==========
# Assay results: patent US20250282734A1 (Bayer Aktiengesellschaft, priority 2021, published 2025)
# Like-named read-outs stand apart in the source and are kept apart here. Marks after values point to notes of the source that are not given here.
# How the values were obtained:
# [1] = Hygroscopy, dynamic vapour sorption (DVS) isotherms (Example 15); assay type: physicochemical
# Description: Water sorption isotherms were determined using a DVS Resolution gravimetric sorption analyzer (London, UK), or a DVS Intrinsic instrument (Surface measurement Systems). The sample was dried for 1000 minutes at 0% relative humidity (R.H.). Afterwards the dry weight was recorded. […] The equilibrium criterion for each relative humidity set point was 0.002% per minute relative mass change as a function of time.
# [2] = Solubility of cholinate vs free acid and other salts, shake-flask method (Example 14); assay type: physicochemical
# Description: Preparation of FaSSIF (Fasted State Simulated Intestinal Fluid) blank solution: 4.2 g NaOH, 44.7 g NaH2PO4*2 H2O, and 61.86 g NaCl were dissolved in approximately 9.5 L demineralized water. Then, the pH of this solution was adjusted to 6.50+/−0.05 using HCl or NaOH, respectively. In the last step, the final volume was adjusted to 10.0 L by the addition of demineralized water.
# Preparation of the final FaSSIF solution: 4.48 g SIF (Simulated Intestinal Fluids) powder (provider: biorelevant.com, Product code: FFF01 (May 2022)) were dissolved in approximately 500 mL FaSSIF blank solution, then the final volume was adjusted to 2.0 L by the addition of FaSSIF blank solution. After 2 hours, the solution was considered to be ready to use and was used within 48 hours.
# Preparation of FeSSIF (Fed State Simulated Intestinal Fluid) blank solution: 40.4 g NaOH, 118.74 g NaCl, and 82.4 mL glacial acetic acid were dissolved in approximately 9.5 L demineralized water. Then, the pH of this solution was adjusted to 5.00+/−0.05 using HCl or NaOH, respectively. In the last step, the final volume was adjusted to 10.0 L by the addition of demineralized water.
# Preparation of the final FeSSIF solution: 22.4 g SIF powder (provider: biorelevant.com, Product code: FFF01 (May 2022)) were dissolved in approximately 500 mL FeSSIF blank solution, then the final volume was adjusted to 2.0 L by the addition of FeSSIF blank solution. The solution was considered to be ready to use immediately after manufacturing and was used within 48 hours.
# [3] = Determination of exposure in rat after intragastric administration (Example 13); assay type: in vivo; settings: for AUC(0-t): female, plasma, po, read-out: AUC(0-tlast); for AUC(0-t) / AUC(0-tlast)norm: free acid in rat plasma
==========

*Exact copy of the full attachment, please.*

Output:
# Assay results: patent US20250282734A1 (Bayer Aktiengesellschaft, priority 2021, published 2025)
# Like-named read-outs stand apart in the source and are kept apart here. Marks after values point to notes of the source that are not given here.
# How the values were obtained:
# [1] = Hygroscopy, dynamic vapour sorption (DVS) isotherms (Example 15); assay type: physicochemical
# Description: Water sorption isotherms were determined using a DVS Resolution gravimetric sorption analyzer (London, UK), or a DVS Intrinsic instrument (Surface measurement Systems). The sample was dried for 1000 minutes at 0% relative humidity (R.H.). Afterwards the dry weight was recorded. […] The equilibrium criterion for each relative humidity set point was 0.002% per minute relative mass change as a function of time.
# [2] = Solubility of cholinate vs free acid and other salts, shake-flask method (Example 14); assay type: physicochemical
# Description: Preparation of FaSSIF (Fasted State Simulated Intestinal Fluid) blank solution: 4.2 g NaOH, 44.7 g NaH2PO4*2 H2O, and 61.86 g NaCl were dissolved in approximately 9.5 L demineralized water. Then, the pH of this solution was adjusted to 6.50+/−0.05 using HCl or NaOH, respectively. In the last step, the final volume was adjusted to 10.0 L by the addition of demineralized water.
# Preparation of the final FaSSIF solution: 4.48 g SIF (Simulated Intestinal Fluids) powder (provider: biorelevant.com, Product code: FFF01 (May 2022)) were dissolved in approximately 500 mL FaSSIF blank solution, then the final volume was adjusted to 2.0 L by the addition of FaSSIF blank solution. After 2 hours, the solution was considered to be ready to use and was used within 48 hours.
# Preparation of FeSSIF (Fed State Simulated Intestinal Fluid) blank solution: 40.4 g NaOH, 118.74 g NaCl, and 82.4 mL glacial acetic acid were dissolved in approximately 9.5 L demineralized water. Then, the pH of this solution was adjusted to 5.00+/−0.05 using HCl or NaOH, respectively. In the last step, the final volume was adjusted to 10.0 L by the addition of demineralized water.
# Preparation of the final FeSSIF solution: 22.4 g SIF powder (provider: biorelevant.com, Product code: FFF01 (May 2022)) were dissolved in approximately 500 mL FeSSIF blank solution, then the final volume was adjusted to 2.0 L by the addition of FeSSIF blank solution. The solution was considered to be ready to use immediately after manufacturing and was used within 48 hours.
# [3] = Determination of exposure in rat after intragastric administration (Example 13); assay type: in vivo; settings: for AUC(0-t): female, plasma, po, read-out: AUC(0-tlast); for AUC(0-t) / AUC(0-tlast)norm: free acid in rat plasma